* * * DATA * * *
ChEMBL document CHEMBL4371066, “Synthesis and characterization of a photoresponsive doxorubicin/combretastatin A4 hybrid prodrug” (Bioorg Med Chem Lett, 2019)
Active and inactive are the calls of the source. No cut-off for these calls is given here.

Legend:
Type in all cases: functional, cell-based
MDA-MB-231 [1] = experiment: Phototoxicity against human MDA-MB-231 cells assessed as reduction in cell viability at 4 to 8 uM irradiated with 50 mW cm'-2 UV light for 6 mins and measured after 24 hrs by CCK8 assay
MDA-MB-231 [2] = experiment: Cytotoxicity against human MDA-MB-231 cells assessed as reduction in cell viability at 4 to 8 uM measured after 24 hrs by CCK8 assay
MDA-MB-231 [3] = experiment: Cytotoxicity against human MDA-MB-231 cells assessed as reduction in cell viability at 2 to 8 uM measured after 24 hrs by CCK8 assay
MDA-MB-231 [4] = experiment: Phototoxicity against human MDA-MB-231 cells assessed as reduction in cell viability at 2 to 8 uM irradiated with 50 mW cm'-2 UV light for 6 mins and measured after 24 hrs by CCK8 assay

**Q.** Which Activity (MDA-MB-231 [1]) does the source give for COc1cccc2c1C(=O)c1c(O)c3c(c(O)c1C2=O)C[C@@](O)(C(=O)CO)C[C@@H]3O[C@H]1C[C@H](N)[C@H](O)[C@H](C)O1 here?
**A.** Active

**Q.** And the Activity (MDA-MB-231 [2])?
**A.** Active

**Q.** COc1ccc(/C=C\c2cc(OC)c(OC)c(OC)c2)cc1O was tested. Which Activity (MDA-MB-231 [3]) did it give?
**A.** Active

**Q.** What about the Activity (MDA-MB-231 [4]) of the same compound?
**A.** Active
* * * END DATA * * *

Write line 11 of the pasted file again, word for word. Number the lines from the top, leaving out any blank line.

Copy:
**Q.** And the Activity (MDA-MB-231 [2])?